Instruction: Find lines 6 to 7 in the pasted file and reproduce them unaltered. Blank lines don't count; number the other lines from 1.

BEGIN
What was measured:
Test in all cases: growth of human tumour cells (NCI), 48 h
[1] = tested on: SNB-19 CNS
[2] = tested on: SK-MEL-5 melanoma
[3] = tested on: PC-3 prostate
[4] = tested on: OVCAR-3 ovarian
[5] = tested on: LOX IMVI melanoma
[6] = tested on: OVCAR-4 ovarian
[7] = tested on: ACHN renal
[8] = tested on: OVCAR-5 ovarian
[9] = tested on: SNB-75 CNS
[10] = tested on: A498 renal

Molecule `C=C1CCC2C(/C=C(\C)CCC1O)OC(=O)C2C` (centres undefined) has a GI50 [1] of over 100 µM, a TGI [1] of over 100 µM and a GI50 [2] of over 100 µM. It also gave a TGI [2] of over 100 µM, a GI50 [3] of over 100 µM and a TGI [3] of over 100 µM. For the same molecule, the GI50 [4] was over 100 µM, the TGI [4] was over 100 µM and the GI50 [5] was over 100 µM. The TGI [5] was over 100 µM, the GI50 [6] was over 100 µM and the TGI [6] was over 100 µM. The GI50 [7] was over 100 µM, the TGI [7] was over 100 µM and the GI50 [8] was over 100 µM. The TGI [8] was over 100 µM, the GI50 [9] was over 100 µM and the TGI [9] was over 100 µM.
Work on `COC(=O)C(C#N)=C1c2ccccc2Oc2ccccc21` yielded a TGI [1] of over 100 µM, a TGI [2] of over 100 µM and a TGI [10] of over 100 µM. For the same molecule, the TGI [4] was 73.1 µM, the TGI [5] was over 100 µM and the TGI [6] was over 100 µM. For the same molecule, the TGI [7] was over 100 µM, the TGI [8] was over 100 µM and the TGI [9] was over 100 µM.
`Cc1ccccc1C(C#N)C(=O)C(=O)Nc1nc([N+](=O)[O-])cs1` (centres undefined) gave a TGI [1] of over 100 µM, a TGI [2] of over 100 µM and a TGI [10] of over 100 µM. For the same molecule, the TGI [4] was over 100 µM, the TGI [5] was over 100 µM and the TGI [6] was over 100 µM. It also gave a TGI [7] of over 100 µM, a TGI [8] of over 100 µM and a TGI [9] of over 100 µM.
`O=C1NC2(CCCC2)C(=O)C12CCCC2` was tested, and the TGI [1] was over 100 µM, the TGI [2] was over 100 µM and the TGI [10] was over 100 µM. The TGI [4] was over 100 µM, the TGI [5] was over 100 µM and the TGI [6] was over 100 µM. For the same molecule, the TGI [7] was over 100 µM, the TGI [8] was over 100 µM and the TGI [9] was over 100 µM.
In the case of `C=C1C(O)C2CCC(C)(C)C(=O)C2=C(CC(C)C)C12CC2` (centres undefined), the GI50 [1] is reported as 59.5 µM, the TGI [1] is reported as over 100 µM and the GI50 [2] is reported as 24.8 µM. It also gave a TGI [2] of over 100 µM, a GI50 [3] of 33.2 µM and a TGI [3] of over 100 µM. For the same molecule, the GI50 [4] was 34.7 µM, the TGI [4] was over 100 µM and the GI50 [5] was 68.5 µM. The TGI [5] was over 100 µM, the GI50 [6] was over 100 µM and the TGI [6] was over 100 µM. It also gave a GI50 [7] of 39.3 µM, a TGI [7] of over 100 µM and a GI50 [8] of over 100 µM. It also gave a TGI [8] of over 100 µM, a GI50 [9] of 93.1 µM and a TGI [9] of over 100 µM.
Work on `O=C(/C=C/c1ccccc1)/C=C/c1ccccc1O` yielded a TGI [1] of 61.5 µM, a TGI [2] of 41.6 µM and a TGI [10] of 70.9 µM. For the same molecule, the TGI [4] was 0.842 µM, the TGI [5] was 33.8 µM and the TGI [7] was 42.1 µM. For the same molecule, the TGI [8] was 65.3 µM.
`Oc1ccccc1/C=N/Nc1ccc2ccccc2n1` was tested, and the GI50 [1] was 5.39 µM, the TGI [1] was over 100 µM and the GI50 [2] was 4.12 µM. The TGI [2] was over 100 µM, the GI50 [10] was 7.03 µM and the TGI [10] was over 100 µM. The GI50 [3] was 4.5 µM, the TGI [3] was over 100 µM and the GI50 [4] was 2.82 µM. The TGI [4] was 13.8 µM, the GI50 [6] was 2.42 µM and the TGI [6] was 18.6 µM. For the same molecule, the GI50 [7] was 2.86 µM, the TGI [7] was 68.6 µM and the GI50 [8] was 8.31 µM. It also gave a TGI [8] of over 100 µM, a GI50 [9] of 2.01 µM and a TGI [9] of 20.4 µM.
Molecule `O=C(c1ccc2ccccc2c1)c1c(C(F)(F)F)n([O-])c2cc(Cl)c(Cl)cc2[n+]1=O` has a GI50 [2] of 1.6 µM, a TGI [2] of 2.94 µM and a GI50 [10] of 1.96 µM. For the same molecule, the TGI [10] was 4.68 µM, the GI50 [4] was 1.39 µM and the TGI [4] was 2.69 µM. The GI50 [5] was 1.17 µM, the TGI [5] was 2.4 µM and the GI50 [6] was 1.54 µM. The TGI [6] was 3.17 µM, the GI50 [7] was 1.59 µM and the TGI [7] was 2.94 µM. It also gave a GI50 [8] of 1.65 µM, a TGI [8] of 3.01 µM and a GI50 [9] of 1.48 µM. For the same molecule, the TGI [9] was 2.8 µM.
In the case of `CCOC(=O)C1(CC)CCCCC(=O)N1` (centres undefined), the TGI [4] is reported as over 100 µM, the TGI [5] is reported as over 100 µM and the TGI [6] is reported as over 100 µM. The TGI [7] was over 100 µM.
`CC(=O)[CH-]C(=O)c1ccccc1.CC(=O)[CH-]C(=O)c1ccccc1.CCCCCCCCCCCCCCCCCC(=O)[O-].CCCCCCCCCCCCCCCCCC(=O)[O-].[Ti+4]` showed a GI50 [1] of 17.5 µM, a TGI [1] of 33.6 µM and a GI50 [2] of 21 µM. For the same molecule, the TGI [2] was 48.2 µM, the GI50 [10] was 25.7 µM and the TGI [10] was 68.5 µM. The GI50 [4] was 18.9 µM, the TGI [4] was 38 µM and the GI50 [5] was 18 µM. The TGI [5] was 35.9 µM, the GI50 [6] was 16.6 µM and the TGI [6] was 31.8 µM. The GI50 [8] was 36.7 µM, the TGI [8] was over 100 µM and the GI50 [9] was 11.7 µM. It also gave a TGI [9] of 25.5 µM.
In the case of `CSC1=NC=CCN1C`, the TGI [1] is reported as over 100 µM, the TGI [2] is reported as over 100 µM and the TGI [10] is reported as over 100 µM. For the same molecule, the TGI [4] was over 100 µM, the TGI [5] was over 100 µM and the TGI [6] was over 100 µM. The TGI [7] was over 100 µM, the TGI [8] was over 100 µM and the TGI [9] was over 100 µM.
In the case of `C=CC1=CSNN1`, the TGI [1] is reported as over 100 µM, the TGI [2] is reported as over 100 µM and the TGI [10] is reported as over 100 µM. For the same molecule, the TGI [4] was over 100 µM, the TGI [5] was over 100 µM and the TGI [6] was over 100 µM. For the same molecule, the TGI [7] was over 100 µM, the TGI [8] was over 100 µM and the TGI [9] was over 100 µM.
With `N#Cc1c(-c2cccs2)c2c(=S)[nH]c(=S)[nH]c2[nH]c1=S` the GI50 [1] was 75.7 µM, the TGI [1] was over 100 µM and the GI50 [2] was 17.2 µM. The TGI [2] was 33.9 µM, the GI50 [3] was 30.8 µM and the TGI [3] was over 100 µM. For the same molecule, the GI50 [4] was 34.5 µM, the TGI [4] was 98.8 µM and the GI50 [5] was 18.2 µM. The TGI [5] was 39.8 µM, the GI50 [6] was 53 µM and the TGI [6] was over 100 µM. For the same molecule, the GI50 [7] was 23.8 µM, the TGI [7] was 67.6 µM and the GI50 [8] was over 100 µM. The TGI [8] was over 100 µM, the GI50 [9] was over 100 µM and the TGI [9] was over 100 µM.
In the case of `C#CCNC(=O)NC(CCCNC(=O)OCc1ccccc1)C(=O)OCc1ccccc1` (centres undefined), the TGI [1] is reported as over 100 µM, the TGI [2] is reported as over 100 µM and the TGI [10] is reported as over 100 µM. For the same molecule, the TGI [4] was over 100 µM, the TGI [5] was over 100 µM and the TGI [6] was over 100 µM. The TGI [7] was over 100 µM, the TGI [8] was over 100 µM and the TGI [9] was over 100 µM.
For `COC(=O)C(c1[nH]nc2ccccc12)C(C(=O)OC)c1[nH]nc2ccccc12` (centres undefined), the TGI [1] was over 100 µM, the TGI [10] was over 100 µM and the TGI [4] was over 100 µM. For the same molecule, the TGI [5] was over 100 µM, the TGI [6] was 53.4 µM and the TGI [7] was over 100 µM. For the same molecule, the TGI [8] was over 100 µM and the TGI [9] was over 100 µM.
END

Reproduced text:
[4] = tested on: OVCAR-3 ovarian
[5] = tested on: LOX IMVI melanoma